“King James, our wish is that you resolve the ongoing clash between our kingdoms and, for once and for all, bring peace to our families,” the man before him smoothly announced.
James did not answer the king, whose low and alluring voice both appealed to and troubled him.
The man straightened his spine, adding to his already impressive height. “You are a great king, Your Majesty, your name synonymous with fairness and justice throughout the land. There is no one else with your depth of compassion. Our island, hundreds of miles away from your kingdom, holds you in the highest regard. We have agreed to submit to your ruling, not our own wishes, to end this conflict for the sake of our people without bloodshed.”
James fought to keep his expression neutral. Not because of the decision they desired him to make, but because of something entirely unrelated. King Cedric's voice sounded so much like he remembered Leonard’s voice having been that tears pricked the backs of his eyes. He could not help but compare it, this enticing huskiness, to that of his Huntsman.
The voice he had not heard for a year.
He could not believe Bones had gone this long without speaking, communicating with him—with Geoffrey during his apprenticeship—with everyone—with only the assistance of a pen and ink and endless sheets of paper until his now-surgeon’s hands were constantly stained with ink.
Bones had made his decision, and kept it. He was doing everything he could to uphold his vow, striving to become as good a healer as Geoffrey. He spent most of his hours reading the medical books in his library or working with the sick or silently counseling those who wished for better lives with their families, aiding them any way that he could. Helping the very people that he’d forcibly brought to his kingdom, changing their lives forever.
Bones had, indeed, stayed the course to which he’d committed. He would not consider any of the advice that James or Demetrius or Maurin gave him. Nor that of Spock. Nor that of Geoffrey. He simply wouldn't listen.
James inwardly sighed. Leonard’s skull seemed to have gotten thicker than ever since he’d become “Bones.” He’d changed in other ways, too, except for in matters in their bedroom.
He hid a smile. Aye, that was when his ‘King Leonard’ returned with abandon, as if Bones himself did not know what he was doing. Hot breaths along his cheek were Bones’s whispers of love. Touches along his body were tender commands. Kisses pressed upon every bare and vulnerable part of him were promises of being together for years to come.
He was grateful for the hidden passages more than ever, the staircases and doors Leonard had had his huntsmen construct when he had been king. They provided private access to the most important hidden truth that had carried over from their past lives. Their marriage. Meeting in their bedchamber, in secret, they could see each other uninhibited by rules and etiquette.
James, as king, could not marry before a full year of mourning had occurred without meeting disapproval from his subjects. But, then again, James had never been one to follow all the rules. He’d tried, several times, to ignore expectations and convince Bones to agree to a public marriage as king and healer, but he’d refused every time. But now, even that restriction was no longer valid.
James and Bones’s closest confidants had resigned themselves to the fact that their former king needed time to reconstruct his identity. Taking a vow of silence, which James now understood was an act of submission to James’s new role as king as much as a way to reinvent himself, was a crucial part of that decision. This public time apart, while he learned and studied, was also a part of the process, as much as James disliked it.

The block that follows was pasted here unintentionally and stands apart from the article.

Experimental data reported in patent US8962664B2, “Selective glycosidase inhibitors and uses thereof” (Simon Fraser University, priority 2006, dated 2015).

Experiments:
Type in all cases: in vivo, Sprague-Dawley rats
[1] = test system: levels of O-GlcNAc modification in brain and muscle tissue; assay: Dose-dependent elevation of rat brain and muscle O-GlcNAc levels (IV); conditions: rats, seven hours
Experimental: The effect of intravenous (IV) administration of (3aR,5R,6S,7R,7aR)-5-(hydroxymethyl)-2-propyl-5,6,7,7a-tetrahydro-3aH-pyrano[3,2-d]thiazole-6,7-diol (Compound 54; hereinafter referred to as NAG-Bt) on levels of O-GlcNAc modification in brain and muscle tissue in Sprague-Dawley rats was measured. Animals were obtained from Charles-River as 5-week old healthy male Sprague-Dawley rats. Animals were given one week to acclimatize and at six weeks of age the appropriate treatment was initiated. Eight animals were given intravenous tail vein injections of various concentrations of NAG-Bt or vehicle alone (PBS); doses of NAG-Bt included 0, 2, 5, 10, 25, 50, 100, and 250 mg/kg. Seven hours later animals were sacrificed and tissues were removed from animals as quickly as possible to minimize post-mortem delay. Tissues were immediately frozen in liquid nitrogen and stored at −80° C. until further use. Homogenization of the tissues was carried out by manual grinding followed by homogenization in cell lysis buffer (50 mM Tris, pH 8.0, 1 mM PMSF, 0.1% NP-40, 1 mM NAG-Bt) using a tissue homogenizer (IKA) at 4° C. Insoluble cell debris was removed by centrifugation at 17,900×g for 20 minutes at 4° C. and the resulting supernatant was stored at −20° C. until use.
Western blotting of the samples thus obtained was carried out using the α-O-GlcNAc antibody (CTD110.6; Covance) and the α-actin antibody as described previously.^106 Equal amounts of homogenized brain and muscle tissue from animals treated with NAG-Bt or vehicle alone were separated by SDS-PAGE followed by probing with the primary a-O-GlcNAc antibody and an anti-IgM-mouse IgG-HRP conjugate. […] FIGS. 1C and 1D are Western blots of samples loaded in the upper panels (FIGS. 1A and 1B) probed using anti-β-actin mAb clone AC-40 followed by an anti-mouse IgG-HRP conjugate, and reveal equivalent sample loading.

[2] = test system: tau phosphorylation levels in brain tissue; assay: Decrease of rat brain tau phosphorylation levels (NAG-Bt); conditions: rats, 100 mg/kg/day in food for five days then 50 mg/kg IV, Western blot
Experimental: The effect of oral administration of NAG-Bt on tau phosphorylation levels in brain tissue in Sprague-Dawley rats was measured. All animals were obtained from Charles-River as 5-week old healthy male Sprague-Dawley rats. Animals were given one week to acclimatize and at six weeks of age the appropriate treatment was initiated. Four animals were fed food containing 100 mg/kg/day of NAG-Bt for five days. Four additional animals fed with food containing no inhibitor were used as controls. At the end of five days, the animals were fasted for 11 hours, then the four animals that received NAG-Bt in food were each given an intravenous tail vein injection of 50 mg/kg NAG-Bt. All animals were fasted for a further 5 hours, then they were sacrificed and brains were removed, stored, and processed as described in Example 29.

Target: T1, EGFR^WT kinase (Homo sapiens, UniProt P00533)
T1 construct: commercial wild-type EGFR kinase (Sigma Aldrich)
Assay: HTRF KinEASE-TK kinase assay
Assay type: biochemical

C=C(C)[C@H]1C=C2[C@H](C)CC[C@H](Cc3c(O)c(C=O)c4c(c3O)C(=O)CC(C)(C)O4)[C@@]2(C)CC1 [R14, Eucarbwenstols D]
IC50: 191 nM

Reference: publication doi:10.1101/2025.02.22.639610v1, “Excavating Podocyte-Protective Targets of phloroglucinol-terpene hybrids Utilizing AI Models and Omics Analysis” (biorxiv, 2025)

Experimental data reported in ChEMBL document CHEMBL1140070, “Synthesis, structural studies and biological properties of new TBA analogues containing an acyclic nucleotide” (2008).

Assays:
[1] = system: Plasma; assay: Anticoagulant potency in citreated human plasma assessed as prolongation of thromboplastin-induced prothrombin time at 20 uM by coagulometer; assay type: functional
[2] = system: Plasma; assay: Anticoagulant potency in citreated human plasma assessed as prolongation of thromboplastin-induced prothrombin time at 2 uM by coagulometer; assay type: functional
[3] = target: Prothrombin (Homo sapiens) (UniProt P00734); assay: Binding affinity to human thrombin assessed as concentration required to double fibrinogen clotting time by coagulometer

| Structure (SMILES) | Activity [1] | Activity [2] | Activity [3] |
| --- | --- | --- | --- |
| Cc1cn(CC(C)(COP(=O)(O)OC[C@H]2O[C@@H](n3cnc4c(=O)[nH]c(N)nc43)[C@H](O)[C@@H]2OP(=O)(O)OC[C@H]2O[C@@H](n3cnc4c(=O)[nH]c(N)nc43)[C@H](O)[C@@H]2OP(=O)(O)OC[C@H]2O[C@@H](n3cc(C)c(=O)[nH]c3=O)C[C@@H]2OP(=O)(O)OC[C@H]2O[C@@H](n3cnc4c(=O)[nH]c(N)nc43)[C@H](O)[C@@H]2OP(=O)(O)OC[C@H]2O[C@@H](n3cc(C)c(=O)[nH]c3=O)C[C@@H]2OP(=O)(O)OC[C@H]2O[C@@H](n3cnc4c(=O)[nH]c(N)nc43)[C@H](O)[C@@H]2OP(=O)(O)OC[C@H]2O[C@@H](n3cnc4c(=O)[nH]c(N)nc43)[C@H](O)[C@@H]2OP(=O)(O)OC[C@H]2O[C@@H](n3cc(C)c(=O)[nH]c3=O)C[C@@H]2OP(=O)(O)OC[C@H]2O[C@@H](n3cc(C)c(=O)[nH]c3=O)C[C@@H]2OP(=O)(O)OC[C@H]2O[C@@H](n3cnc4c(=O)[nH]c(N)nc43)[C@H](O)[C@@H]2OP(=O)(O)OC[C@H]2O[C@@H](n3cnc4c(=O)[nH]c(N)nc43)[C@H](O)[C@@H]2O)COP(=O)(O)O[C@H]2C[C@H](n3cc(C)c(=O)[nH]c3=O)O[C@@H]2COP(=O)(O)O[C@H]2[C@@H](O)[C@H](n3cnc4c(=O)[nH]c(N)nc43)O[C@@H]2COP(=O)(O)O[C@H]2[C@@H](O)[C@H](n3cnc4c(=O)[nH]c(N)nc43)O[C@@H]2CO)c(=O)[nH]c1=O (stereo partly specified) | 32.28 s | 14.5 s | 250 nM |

He would not do anything to hinder Bones’s healing, and the journey he was taking to become the man he wanted to be.
“It is bad enough that you began this riff, which has wrenched our peaceful relations apart,” King Cedric continued, interrupting James’s reverie of self-pity. The king held his head high in what appeared to be an attempt to avoid looking at the man standing next to him at all costs. “He must be held responsible for all that has happened, violating the treaty and crushing the hearts of my sons!”
The other king, a handsome man about his own height, reddened. He turned his head and glared at King Cedric. “The clash that you began? Which threatens the bloodline of my own family?”
“That we began?” King Cedric laughed harshly. He looked at James. “I cannot understand why King Jerald insists on placing blame on us, the ones who were wronged. They are untrustworthy, as I said!”
King Jerald’s eyes flickered with hurt. “Untrustworthy?”
“Aye!” King Cedric snapped. “You always break your promises, Jerald, even to me!”
King Jerald stepped towards him threateningly. “Why you—”
“Huntsmen, restrain him!” James ordered.
Maurin and another huntsman grabbed the man, holding him back.
“Let me go,” Jerald growled, still trying to pull away.
Cedric spat on the floor at Jerald’s feet. “Allow me to depart for my kingdom first, so I am not forced to spend one more second in this man’s presence.”
“I was a fool to think we were still friends,” Jerald retorted, his expression wounded.
James observed their childish actions with a critical eye. His patience was quickly dwindling. “My men will not let either you leave. You will both be silent,” he commanded. “I have listened to your explanations and I will make my decision once I have spoken to my advisors. That is, if you are done behaving like children.”
The men quieted and stared at him, their expectant faces holding a shadow of apprehension.
“Good.” James looked between the two of them, rulers who had, according to his advisors, been at odds in recent years, since the passing of both of their spouses. “Now, unless you have anything of the utmost importance to add to what you’ve already addressed, you will wait in the adjoining room.”